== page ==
For the past month, I have assumed the life of a Northern Ireland Civil Servant. As a requirement of my degree, Leadership for Sustainable Rural Development, I must complete a sixteen week work placement. By my good fortune, I have been placed at the Northern Ireland Department of Agriculture and Rural Development (DARD). More specifically, I have been placed at the Rural Development South Division in Newry, a town south of Belfast. Of course, having to travel out of town several days a week has its own challenges, but overall, I have found my experience enjoyable, and am happy with the professional experience it is affording me.
My work days are long, but I’m sure that experience isn’t just unique to me. Rather, it’s a new experience that I’ve been slowly adjusting to. I’m awake and out the door just as the sun is beginning to shine. I travel by bus and the journey lasts a little over an hour. Unfortunately, I am unable to read on a bus for more than five minutes without motion sickness, so I generally spend the trip reflecting, listening to music or napping. I love pastoral scenery, and this island is definitely not lacking in that department. In all honesty, I’m glad that I’m able to get out of Belfast regularly. As much as I love it (and believe me I do), I’m not a city girl at heart, so the trip to a smaller town is welcomed.
My assignment is to prepare a business case for a new Investment Readiness scheme. Thus far, I’ve spent a great deal of time informing myself on the topic. But, as much as I enjoy reading and research, I’ll be the first to admit that it can quickly become monotonous. Fortunately, the office is full of characters that make the work day much more bearable. There’s no shortage of tea, coffee, biscuits and sweets whenever I need a break. And we all enjoy having a chat in between intensive sessions of focusing on our work. My co-workers have really gone above and beyond to make me feel as though I’m a part of the team.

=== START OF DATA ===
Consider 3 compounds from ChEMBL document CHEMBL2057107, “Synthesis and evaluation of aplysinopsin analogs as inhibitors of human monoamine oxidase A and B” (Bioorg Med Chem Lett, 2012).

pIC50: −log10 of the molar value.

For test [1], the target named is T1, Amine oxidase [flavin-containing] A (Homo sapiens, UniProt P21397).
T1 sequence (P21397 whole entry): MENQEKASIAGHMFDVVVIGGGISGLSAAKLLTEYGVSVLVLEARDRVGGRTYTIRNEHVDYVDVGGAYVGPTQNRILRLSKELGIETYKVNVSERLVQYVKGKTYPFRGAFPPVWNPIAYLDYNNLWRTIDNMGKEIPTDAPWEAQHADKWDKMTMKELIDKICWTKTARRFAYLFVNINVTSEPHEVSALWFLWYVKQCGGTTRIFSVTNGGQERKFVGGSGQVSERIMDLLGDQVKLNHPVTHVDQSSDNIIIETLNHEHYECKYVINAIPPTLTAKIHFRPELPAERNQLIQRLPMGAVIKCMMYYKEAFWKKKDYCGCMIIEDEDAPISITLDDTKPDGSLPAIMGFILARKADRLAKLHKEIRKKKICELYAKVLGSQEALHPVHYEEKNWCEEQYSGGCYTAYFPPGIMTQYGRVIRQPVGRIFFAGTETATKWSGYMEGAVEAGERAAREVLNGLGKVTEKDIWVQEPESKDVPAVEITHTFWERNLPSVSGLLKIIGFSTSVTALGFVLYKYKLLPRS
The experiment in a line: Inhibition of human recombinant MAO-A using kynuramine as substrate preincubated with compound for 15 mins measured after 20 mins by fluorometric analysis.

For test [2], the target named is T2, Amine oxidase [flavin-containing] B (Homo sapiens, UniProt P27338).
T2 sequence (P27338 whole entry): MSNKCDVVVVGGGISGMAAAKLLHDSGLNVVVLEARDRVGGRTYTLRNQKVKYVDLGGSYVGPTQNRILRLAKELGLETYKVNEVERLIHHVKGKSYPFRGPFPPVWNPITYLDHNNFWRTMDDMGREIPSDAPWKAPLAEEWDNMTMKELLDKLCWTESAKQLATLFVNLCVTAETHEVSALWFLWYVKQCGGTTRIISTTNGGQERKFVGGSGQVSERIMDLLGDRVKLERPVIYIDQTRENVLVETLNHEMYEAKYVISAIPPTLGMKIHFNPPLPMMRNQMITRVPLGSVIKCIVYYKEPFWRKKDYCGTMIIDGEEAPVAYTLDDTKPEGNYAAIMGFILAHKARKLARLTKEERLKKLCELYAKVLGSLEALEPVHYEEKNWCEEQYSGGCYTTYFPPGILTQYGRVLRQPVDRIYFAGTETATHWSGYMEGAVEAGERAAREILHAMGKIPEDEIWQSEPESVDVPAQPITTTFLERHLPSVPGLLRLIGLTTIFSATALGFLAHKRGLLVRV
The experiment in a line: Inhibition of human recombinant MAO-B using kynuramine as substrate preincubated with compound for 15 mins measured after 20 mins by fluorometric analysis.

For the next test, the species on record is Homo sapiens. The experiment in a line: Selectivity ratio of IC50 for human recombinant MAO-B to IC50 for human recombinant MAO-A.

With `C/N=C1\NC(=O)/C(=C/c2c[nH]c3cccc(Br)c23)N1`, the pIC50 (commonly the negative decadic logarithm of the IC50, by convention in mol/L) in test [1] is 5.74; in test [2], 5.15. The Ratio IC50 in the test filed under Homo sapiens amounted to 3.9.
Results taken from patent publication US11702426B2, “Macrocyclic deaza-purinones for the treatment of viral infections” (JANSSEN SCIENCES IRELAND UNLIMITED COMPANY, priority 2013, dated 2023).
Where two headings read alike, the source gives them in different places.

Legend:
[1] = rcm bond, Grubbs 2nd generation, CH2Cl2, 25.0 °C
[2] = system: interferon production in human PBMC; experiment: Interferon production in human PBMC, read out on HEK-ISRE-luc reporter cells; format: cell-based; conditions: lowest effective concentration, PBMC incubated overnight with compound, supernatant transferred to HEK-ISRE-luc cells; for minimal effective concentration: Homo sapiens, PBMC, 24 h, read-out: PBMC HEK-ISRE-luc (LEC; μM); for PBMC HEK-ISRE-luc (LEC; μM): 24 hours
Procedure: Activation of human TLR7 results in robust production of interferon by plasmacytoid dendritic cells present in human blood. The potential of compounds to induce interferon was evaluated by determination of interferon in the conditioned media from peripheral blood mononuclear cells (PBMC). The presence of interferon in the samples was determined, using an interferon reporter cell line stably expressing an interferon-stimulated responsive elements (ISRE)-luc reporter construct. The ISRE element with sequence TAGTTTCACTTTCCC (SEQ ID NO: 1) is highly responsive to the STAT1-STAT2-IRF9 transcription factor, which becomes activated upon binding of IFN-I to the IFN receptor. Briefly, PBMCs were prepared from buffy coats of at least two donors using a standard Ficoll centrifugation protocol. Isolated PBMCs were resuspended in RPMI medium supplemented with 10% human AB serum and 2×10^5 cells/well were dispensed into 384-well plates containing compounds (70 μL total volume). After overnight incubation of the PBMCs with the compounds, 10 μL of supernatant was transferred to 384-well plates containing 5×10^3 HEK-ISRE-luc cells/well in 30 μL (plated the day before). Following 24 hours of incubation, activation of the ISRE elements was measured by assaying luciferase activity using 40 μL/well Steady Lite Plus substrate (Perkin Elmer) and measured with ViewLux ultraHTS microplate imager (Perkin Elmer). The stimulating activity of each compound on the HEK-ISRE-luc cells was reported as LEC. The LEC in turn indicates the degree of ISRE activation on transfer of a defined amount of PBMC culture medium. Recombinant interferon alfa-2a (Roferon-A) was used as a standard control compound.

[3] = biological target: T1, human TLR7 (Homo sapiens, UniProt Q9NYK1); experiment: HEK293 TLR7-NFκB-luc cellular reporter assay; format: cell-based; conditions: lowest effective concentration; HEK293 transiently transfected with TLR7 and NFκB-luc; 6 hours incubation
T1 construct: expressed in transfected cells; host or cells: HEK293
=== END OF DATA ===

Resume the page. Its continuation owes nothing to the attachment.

One of my favorite aspects of the job is the opportunity to learn more about Northern Ireland politics. As an aspiring rural developer, it’s very beneficial for me to see firsthand how legislative decisions can impact development efforts in rural areas. My division of DARD almost exclusively distributes European money. Generally, they implement programs by contracting to local agencies. Therefore, in Northern Ireland, the Public and NGO sector are rather closely tied to and dependent upon one another. I can’t say that I’ve drawn any personal conclusions about the implications of all of that. Honestly, at this point, I’m simply absorbing information. I am, however, sure that DARD plays a pivotal role in improving the life of rural citizens in Northern Ireland. So, I’m happy to be in such an influential environment.
I don’t mind the long days in order to gain such a worthwhile experience. One of the reasons I gravitated toward my degree program was because of the opportunity for professional experience. Now, as I’m in the midst of that experience, I am more than satisfied with my decision.